US 4358895 A
A continuous contact gage (10) for use in strip rolling processes has a main support frame (12) upon which is suspended a floating frame (22). The floating frame is suspended from four extension springs (24,26,28,30) such that the floating frame may translate in any direction and tilt about any horizontal axis. A torsion bar (36), mounted for lateral sliding movement, engages the floating frame in such a manner as to prevent any pivoting about the vertical axis so that the axes of the upper and lower gage rollers (60,62) of the gage head assembly will always remain perpendicular to the direction of strip movement. The gage head assembly is mounted upon the floating frame for vertical sliding movement and is urged upwardly by springs (90,94) attached to the floating frame to establish firm engagement between the lower gage roller and the undersurface of the strip. Two guide roll assemblies (120,122) respectively mounted upon the sides of the floating frame assure that the axes of the upper and lower gage rollers will always remain parallel to the surface of the strip, irrespective of the attitude of the floating frame.
1. In a continuous contact gage for measuring the thickness of a rolled strip of the type comprising: a main support frame, a floating frame supported on the main support frame and a gage head assembly, having upper and lower gage rollers, mounted on the floating frame, and two guide roll assemblies mounted on the sides of the floating frame, the improvement comprising:
a plurality of support springs interconnecting the floating frame and the main support frame such that the floating frame is spaced from the main support frame whereby the floating frame can translate in any direction and pivot about any horizontal axis:
the gage head assembly being mounted for axial sliding movement upon the floating frame to enable the gage head assembly to move vertically with respect to the floating frame;
at least one spring interconnecting the gage head assembly and the floating frame such that the gage head assembly is biased in an upward direction whereby the lower gage roller may firmly engage the undersurface of the rolled strip; and
a rotation preventing structure mounted on the main support frame and adapted to prevent rotation of the floating frame about a vertical axis while permitting translation thereof in any direction and pivoting thereof about any horizontal axis.
2. The improvement of claim 1, further including a plurality of vertically adjustable spring supports mounted upon the main support frame and respectively connected to the support springs.
3. The improvement of claim 2, wherein there are two springs disposed on either side of the gage head assembly for biasing the gage head assembly in an upward direction.
4. The improvement of claim 1 further including:
a slide having a table and a base over which the table is slidable, the base being connected to the floating frame and the table being connected to the gage head assembly such that the vertical sliding movement of the gage head assembly is guided by the movement of the table over the base.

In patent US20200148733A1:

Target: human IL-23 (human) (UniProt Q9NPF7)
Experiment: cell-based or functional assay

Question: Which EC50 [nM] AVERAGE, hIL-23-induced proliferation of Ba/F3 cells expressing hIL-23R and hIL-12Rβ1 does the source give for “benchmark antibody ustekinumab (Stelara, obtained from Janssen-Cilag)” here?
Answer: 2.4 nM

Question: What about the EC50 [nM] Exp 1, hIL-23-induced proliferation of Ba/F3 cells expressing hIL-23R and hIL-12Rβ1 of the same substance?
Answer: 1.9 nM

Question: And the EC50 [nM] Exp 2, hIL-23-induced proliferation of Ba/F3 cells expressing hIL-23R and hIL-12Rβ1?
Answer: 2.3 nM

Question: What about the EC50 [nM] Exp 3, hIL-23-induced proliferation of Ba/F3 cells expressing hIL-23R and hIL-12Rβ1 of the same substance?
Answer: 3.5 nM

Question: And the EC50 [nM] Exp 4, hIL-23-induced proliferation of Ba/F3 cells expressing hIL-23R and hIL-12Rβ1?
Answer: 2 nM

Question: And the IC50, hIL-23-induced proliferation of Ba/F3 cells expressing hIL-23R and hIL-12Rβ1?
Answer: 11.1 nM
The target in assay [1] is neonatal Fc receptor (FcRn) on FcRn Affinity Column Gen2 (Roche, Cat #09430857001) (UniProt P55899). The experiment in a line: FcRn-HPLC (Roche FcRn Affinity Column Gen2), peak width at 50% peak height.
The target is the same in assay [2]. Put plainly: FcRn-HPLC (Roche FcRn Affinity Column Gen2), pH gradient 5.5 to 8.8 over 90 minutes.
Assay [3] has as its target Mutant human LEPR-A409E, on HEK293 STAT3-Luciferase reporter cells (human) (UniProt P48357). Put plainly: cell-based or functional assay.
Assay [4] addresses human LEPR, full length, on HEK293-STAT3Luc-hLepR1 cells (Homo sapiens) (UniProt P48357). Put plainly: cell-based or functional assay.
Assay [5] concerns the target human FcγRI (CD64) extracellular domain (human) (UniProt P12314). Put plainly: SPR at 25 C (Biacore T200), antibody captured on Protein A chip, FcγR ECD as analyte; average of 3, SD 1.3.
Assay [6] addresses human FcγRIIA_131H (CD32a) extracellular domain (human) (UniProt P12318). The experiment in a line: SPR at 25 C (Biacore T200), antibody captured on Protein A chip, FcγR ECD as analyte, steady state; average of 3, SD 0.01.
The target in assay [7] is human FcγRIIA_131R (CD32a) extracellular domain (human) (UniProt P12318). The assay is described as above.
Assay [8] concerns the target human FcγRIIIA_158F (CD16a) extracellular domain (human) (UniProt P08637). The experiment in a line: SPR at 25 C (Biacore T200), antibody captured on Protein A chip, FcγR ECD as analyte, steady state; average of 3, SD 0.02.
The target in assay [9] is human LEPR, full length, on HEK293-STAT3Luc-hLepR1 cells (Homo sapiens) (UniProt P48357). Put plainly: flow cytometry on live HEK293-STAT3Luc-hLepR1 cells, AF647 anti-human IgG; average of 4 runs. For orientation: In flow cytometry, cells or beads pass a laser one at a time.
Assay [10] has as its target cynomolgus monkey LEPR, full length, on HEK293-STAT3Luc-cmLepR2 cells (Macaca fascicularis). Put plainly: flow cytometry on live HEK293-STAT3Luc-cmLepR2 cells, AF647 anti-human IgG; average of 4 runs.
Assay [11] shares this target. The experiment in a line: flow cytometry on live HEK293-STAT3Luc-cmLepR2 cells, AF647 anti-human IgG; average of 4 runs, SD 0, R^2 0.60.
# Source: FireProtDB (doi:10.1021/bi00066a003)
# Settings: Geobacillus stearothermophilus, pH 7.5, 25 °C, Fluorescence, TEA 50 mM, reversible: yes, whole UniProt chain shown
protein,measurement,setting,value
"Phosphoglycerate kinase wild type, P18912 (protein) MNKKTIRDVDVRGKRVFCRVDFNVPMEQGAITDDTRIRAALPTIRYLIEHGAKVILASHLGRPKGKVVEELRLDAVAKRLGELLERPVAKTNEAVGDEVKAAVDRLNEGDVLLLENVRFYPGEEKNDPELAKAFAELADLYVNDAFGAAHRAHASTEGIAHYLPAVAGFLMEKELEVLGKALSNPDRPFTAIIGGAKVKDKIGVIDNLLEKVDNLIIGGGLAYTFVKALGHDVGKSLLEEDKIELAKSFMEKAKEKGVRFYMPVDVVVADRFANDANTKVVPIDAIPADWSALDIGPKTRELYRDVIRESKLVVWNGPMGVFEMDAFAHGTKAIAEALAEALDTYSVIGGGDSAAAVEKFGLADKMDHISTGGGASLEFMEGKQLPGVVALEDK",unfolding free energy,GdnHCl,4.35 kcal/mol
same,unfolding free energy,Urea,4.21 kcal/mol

5. The improvement of claim 1, wherein the rotation preventing structure comprises:
a torsion bar; and
a slide interconnecting the torsion bar and the main support frame such that the torsion bar can translate laterally with respect to the main support frame but is restrained from pivoting about a vertical axis.
This invention relates to continuous contact gages for determining variations in the thickness of strip material as it is being cold rolled.
In the past, continuous contact gages have not possessed the inherent capability of assuming all attitudes of the rolled strip being measured. This drawback can lead to inaccuracies in the measurement being taken due to the lack of perpendicularity of the gaging line to the rolled strip. Although, there are state of the art continuous contact gages with heads that are pivotable about longitudinal and transverse axes and vertically movable, such movements are not sufficient to accomodate all attitudes of a rolled strip.
The invention provides a continuous contact gage for a rolled strip which incorporates a floating gaging mechanism capable of assuming the attitude of the rolled strip such that perpendicularity between the gaging line and the strip is continuously maintained. The gaging line, of course, is that imaginary line which intersects and is perpendicular to the axes of rotation of the upper and lower gage rolls and passes through their centers. The floating mechanism of the invention is unique in that it may undergo a translation in any direction and pivot about any horizontal axis, not simply a longitudinal axis and a lateral axis.
In accordance with the invention a floating frame is suspended upon a main support frame by means of extension springs. A gage head assembly, which incorporates upper and lower gage rolls, is slidably mounted upon the floating frame for vertical movement with respect thereto and is spring biased in an upward direction. The floating frame is prevented from pivoting about a vertical axis by means of a laterally slidable torsion bar mounted upon the main support frame, thereby to insure that the axes of the gage rollers always remain perpendicular to the direction of strip movement whereby wear on the gage rolls is minimized.